Merton Miller

The Modigliani-Miller Theorems

Merton Miller

Franco Modilgiani - Nobel Prize in Economics 1985

Merton Miller - Nobel Prize in Economic Sciences, 1990

Franco Modigliani

Merton Miller

The Modigliani-Miller Theorems concern decisions about aspects of the accumulated savings stock. The basic model was formulated in Modigliani's and Miller's essay, "The Cost of Capital, Corporation Finance" and "The Theory of Investment" (1958). Two other important essays followed in 1963 and 1966. Using this basic model, Miller and Modigliani derived two so-called invariance theorems, now known as the MM theorems. As Peter Bernstein asserts, "You have only to mention these letters to finance people, and they know what you mean."

The Model of Portfolio Choice and the Capital Asset Pricing Model focus on financial investors, while Merton Miller, initially in collaboration with Franco Modigliani, established a theory for the capital market relationship between the capital asset structure and dividend policy of production firms and firms' market value and costs of capital.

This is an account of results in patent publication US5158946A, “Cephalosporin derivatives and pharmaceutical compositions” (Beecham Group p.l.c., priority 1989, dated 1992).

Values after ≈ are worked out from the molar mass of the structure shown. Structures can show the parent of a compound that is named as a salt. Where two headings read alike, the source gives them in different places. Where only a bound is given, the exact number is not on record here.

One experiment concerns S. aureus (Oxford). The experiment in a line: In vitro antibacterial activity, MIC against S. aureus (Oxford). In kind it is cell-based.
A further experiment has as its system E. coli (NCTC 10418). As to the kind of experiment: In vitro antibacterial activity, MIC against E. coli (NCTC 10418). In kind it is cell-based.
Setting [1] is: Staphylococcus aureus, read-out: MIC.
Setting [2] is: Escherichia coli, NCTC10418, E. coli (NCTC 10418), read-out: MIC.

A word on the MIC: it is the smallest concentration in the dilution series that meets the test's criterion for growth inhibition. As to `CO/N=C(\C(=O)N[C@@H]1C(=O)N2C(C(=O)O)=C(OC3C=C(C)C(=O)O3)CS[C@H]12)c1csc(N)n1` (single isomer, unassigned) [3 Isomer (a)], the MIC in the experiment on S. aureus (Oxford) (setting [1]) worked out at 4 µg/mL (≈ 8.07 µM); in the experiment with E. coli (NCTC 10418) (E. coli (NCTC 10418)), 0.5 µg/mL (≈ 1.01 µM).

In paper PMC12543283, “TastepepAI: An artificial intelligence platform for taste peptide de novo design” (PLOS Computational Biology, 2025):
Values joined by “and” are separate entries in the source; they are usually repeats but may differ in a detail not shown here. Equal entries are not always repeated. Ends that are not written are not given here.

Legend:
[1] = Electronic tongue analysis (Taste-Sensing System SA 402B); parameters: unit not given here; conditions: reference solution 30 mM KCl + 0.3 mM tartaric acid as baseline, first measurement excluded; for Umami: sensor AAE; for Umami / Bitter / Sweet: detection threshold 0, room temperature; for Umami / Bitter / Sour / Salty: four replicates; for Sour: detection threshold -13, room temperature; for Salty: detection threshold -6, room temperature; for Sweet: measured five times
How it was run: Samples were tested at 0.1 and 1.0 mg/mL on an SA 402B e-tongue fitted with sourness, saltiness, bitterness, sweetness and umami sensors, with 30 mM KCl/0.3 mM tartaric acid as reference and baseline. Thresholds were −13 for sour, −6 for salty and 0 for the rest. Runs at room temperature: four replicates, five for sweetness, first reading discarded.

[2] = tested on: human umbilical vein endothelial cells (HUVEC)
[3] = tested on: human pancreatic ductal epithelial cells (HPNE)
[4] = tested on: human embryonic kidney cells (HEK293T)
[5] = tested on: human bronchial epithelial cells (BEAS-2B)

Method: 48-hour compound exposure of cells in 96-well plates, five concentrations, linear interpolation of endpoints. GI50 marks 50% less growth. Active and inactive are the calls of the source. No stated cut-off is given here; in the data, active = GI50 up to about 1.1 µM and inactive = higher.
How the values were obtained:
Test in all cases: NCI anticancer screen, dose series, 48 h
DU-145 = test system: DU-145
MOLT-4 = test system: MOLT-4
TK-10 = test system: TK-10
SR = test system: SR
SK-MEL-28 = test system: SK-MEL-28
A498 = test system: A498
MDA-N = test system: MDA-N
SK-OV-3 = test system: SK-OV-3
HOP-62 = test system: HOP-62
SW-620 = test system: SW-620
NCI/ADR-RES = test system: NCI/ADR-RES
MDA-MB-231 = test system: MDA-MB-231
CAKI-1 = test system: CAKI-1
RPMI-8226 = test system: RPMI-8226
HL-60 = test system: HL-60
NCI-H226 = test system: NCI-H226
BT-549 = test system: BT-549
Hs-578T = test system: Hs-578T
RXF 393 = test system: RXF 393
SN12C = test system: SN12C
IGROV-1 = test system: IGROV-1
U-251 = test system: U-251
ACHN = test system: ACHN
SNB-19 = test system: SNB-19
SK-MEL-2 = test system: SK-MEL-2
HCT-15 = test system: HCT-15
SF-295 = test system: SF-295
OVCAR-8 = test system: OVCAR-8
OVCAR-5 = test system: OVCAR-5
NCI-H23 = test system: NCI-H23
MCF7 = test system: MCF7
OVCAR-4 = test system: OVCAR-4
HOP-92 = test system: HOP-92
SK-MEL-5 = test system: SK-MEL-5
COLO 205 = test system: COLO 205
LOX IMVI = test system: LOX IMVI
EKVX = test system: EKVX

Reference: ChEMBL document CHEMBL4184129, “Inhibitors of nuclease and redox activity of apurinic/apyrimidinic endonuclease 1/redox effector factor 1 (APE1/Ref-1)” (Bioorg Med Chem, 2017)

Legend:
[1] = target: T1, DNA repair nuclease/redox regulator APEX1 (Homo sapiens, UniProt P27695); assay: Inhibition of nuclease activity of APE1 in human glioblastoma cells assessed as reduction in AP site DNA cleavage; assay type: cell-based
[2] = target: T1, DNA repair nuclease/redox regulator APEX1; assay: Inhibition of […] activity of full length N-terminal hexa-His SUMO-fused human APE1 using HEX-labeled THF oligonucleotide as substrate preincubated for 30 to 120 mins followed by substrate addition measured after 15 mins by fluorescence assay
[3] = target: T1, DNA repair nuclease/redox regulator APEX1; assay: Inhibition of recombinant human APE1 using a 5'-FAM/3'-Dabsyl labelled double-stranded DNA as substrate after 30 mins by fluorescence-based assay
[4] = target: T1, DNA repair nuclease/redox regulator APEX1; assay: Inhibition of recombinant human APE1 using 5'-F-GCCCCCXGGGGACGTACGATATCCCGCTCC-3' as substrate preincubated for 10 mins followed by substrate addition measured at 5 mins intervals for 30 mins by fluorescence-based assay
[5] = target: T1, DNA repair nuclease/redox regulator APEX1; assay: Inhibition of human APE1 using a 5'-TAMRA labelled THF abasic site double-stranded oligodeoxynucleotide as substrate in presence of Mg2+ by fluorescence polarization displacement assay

The main message of the MM theorems is as follows: a firm’s value is unrelated to its dividend policy, and policy is an unreliable guide for stock selection. The MM theorems have become the comparative norm for theoretical and empirical analyses in corporate finance. Merton Miller, who died in 2001, is the researcher who has dominated these analyses during the last two decades. He has made a unique contribution to modern theory of corporate finance. Also see Debunking Dividend Myths: Part 1 and Part 2.